… so what would the similar trend look like for the (larger) AGL

Following this analysis last week for EnergyAustralia, we received a number of questions – one of which being the question about what the same analysis would show for the larger AGL Energy (complete with the current acquisition* of Macquarie Generation).

*  For a new update on the structure of the generation, transmission and distribution sectors of the industry – in the east and the west see the 2014 Issue “Power Supply Schematic” to be released shortly.

Given the current acquisition, and the political landscape (with much lobbying about the RET Review from all corners), we understand that this is fairly topical.  Hence we powered up NEM-Review to generate some more analysis.

Portfolio production and revenue trends

Last week I looked at trended (spot) revenues and production volumes for the current EnergyAustralia portfolio – assuming that the current structure had been the same through the entire history of the NEM.  It showed production volumes peaking at just over 31,000GWh in 2010-11 and spot revenues peaking at just over $1.4b in 2006-07 with the drought.

The following is the equivalent chart for AGL:


Note that this new AGL portfolio (in production volume terms) is 170% as large as the EnergyAustralia portfolio when judged on the same hypothetical basis.  Spot revenues are also correspondingly larger.

For ease of comparison, here’s the EnergyAustralia one again:


In comparing the two charts, one thing that jumps out is that the production volumes shown are more even for AGL, whereas there is a marked peak in production volumes for EA in the 2010-11 financial year.  We’ve not dug into the numbers to assess why this was the case.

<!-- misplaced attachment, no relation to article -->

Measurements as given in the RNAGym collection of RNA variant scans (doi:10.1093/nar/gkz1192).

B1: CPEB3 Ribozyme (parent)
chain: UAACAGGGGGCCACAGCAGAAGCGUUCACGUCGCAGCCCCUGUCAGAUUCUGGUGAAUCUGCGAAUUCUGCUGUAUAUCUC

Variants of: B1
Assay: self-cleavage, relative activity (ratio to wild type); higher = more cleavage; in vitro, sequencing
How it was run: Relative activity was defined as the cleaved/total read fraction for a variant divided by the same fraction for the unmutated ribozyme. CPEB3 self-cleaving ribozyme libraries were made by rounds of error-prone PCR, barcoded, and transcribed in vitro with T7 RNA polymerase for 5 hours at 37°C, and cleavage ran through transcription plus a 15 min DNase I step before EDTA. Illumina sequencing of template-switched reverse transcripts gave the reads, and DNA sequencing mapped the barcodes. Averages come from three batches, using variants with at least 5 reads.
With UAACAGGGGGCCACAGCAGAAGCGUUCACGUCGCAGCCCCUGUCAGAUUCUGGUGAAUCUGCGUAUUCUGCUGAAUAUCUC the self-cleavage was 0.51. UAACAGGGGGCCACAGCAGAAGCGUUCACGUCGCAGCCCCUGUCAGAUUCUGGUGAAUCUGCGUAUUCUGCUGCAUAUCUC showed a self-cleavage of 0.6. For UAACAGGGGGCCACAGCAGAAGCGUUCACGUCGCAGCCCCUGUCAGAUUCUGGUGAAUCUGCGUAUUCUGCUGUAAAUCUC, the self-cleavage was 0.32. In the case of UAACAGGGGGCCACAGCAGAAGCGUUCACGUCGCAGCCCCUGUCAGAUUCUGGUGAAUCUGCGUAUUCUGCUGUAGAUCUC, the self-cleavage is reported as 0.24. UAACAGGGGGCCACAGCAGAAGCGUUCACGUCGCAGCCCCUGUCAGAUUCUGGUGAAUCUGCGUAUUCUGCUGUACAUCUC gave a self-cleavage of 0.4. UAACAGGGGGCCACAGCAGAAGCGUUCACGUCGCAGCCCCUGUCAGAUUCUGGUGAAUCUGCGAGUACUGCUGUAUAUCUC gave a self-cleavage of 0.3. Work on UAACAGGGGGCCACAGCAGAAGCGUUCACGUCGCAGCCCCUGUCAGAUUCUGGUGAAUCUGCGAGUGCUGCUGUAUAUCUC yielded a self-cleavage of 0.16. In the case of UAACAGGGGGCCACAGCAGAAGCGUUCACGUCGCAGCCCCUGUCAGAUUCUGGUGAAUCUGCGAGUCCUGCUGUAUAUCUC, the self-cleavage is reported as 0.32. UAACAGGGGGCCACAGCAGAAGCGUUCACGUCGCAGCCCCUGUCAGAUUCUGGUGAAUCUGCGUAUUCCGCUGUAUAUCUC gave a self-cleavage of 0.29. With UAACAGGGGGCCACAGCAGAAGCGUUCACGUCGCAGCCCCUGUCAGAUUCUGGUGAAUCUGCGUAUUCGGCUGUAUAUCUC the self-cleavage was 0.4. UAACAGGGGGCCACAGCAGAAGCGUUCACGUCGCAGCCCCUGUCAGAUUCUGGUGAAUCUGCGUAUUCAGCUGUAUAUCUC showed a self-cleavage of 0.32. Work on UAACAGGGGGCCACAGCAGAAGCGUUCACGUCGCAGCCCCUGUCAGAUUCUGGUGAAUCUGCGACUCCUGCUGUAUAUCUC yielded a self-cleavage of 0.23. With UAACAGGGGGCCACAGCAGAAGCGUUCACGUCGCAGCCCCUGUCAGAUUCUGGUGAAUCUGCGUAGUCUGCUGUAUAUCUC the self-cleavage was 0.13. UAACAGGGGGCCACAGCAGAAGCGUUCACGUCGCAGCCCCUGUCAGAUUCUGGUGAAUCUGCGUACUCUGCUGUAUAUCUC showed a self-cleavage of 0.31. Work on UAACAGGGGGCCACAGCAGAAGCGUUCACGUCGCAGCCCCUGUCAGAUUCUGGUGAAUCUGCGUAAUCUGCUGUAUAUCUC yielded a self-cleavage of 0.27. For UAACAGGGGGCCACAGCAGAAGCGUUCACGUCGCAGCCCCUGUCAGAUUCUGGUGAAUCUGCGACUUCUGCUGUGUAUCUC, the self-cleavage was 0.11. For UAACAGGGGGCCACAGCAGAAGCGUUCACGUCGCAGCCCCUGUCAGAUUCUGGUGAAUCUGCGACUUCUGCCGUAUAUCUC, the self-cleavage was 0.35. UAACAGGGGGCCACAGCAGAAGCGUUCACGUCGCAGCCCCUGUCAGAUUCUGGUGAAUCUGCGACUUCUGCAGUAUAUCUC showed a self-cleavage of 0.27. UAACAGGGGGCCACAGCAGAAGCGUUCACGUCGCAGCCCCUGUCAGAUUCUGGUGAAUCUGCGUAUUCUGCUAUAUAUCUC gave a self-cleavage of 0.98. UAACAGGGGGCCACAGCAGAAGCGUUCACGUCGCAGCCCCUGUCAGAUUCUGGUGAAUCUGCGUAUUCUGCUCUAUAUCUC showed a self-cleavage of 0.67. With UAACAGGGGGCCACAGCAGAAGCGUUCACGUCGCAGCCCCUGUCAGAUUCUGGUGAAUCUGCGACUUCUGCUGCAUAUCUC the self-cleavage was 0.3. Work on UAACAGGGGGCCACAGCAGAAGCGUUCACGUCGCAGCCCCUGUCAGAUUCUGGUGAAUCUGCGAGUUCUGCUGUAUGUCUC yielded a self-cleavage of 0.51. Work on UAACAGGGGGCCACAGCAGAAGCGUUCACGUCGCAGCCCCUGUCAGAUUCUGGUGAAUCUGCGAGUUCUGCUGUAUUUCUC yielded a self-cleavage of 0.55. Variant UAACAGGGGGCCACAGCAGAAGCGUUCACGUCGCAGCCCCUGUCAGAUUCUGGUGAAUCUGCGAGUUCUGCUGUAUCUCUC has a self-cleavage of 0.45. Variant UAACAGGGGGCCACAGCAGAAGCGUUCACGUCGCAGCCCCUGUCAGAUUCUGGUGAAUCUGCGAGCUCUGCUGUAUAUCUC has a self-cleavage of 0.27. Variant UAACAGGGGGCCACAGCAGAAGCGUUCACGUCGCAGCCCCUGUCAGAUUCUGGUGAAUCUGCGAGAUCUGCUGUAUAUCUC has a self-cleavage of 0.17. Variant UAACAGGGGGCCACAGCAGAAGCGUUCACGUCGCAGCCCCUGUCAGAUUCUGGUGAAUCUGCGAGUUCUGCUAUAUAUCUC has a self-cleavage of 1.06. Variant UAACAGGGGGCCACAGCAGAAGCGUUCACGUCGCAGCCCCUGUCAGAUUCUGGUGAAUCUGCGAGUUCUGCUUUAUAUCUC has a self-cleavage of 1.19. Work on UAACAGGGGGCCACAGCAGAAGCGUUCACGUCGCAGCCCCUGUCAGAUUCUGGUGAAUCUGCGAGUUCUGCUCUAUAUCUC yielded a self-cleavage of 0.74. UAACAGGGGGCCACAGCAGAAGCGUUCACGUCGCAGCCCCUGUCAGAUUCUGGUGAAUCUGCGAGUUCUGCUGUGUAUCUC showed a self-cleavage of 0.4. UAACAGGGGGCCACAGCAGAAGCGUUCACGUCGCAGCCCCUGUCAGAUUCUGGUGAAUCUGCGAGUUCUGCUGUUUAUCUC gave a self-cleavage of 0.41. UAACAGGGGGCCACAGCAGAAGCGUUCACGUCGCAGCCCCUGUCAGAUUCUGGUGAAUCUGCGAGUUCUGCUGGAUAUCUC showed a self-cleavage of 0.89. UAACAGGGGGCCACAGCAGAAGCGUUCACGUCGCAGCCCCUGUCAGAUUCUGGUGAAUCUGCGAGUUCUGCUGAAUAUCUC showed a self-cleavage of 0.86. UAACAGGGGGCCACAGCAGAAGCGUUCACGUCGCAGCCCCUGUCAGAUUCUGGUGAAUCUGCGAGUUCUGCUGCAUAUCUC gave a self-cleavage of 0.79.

We also prepared the same table of average spot price by financial year below:


Because we know that some of our readers might otherwise do it themselves, we have included a comparison of the average spot revenues looking backwards – however we’d caution that there’s little practical value in doing so (for a number of reasons, including the fact that such comparison takes not account of different cost structures).

What it does show is that the two portfolios are fairly closely matched, with AGL “winning” more years than losing – though there are a whole host of reasons why this might be the case.

Perhaps the main conclusion, however, is that the AGL portfolio faces much the same pressures as EnergyAustralia – with competitive pressures through the history of the NEM restricting revenues for most years.

Many eyes will now be on the future performance of the larger portfolio – including whether the “free” Liddell station is closed in a couple years as mooted in the scenario if Tomago smelter were also to close.

Changing mix of fuel source in portfolio

With some commentators proclaiming the “fading to black” of AGL Energy (perhaps to a Jagger and Richards riff) we thought it would be of interest to also include the following chart trending stacked production volumes – again for the hypothetical AGL portfolio backwards in time:


With all of AGL’s four largest plant, in volume terms (shown in the first chart), being coal (3) and gas (1) it reinforces how it’s literally impossible in the NEM (due to the predominance of coal and gas in existing assets) for an energy company to grow to a reasonable size (in percentage terms) without also dabbling in coal and gas.

{note in the above that Wattle Point Wind Farm is excluded, as I sorted by “Bidder” in NEM-Review (excludes Non-Scheduled plant) and not “Trader”}

Food for thought ….

About the Author

Paul McArdle
One of three founders of Global-Roam back in 2000, Paul has been CEO of the company since that time. As an author on WattClarity, Paul's focus has been to help make the electricity market more understandable.

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